As we start to wind up for the year and put plans in place for our business resolutions for 2018, it’s important for small businesses to take a look at their business environment and the broader macro conditions in New Zealand to be prepared for a successful year ahead.
Christmas cash flow crunch
Xero recently conducted some research of more than 1000 SMEs. It found that nearly one in two small to medium enterprise (SME) owners have gone without any pay when cash got tight. An additional 17 percent of SME owners have maxed out their credit cards to cope with cash flow problems.
The research also showed that 28 percent of businesses don’t have any provision in place for when times get tough. Another six percent are unsure of whether they do or not, or what they’d do in tough times.
Avoiding the financial year hangover
But this isn’t denting confidence, with 71 percent of SMEs not expecting their revenue to drop over summer. As the country slows down for the silly season, experts say the trick is for businesses to give their finances a little love and attention now so they don’t go into the new year with a financial hangover.
The time to act is now. Small businesses should try and get all their invoices done pre-Christmas to avoid a cash flow hangover. If invoices aren’t processed before Christmas, there is likely to be no one there in January to receive the invoice. This creates a roll-on effect of chasing late payments and can lead to cash flow troubles.
While 80 percent of SMEs told us they are not concerned about managing their cash flow over summer, it is still concerning that the number of business owners who’ve gone without pay or maxed out their credit card is high. This tells us that more preparation can be done.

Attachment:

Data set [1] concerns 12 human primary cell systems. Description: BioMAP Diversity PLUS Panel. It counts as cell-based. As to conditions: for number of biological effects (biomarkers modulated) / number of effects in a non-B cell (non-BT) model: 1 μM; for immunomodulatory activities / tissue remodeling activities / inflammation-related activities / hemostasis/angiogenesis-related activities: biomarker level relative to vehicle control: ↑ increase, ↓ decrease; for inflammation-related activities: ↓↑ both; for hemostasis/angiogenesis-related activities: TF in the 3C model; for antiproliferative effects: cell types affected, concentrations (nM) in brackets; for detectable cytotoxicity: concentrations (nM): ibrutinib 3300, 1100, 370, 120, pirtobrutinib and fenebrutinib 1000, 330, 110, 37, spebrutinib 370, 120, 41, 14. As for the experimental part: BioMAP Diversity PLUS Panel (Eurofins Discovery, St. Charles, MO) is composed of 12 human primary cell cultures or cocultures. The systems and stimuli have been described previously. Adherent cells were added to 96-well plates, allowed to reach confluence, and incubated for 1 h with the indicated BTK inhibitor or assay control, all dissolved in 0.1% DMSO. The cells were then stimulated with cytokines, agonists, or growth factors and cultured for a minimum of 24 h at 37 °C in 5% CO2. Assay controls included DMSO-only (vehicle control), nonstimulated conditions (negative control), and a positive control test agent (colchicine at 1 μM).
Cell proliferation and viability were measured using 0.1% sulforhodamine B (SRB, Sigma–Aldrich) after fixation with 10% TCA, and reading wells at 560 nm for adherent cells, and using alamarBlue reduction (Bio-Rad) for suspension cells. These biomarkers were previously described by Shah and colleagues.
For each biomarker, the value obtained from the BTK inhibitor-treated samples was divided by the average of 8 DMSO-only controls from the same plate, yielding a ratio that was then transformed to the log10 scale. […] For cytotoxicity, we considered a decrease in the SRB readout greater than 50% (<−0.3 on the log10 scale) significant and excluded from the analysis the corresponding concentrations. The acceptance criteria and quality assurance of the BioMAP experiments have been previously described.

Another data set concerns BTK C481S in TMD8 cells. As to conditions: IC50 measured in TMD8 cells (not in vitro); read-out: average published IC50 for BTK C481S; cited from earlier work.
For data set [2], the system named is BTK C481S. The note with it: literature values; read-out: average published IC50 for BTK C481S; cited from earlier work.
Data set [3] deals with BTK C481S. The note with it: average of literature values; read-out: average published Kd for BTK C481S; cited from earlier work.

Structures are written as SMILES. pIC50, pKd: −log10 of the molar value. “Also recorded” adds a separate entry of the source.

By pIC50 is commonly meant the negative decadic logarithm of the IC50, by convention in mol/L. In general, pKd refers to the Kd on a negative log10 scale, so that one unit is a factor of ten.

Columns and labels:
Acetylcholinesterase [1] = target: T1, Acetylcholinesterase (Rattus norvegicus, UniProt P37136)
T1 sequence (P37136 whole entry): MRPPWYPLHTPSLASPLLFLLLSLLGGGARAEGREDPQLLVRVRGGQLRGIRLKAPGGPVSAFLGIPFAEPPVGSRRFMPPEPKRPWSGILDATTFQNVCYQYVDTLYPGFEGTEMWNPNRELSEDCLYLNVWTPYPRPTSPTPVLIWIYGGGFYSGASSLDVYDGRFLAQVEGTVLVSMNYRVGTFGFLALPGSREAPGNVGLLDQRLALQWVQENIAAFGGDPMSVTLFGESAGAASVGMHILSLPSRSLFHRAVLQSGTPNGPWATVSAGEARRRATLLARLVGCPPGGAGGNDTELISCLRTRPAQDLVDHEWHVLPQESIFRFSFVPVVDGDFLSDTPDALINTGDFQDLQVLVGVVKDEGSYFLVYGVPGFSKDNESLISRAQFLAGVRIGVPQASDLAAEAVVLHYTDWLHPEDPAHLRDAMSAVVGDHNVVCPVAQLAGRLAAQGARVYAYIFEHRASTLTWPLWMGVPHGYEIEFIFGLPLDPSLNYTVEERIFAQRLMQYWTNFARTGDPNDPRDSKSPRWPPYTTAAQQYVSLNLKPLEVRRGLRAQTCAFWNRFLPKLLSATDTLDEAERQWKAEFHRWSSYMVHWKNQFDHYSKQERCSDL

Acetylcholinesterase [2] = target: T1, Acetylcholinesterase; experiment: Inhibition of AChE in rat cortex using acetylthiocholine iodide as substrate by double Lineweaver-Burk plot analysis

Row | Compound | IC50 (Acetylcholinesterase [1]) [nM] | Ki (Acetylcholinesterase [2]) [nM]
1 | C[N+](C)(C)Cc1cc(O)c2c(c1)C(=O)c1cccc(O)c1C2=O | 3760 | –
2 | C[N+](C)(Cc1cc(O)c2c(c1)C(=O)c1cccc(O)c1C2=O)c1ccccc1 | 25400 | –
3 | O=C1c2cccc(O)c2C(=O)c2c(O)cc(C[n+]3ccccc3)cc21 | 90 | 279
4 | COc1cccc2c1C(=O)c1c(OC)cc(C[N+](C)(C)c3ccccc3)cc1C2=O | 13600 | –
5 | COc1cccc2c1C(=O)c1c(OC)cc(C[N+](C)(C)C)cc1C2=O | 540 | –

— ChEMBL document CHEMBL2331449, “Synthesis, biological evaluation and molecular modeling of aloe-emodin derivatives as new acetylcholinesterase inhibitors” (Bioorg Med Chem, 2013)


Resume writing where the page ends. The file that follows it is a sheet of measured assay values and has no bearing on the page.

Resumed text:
Almost a third of businesses do not know whether they can survive a tough patch in their business, or withstand any surprises life may throw, so businesses should think about seeking professional advice as an option.
Six out of ten SMEs reported not receiving cash flow advice, but having an accountant or bookkeeper to work with your bank and manage financial pressure and stress is always helpful, and I’d strongly encourage this.
Accountants and financial advisors can actively manage your credit control and debtors and provide advice, which could be the difference between being able to pay your team and staff, or going into the new year with a tight wallet.
Planning for the year ahead
SMEs should use the downtime during the Christmas break to prepare a three-month budget, review the work coming up, work currently in progress and do as much invoicing as soon as possible, and ensure reminders are set for unpaid invoices.
A little forward thinking and planning can help lessen the pressure and stress in the new year, and it can be anything from implementing new tools, such as payment services to help get paid faster, to seeking professional advice or help to manage cash-flow.
As a small business you never have time off even during the holidays. However, the silly season is when business slows down for most. It’s a great time to take a moment and reflect on what’s been good, and prepare for what’s ahead in the new year.
As we look at the broader environment, we are seeing business confidence is alarmingly at the lowest it’s been in nearly a decade. While we hope this is short lived, the latest ANZ business confidence report points to uncertainty of the impact of the new government policy, softening of the housing market, tightening of credit, reduced migration and the slowdown of construction all possible contributors.
These were previous growth drivers and we are now seeing them run out of steam.
If this continues, we may see many negative impacts on small business. These could include a decrease in spending, impact on cash flow, and small business jobs. Small businesses should speak to their accountant or bookkeeper if they are concerned, to ensure they are best placed for any impact.
Review, Re-set, revive
So use this Christmas and new year period to review and re-set your priorities. Get on top of your finances. Also, consider ways you can use technology and cloud online software that you can access from anywhere to make your business more efficient, give you greater transparency, and most importantly, give you time to spend on your business (and at the beach), not on the books.
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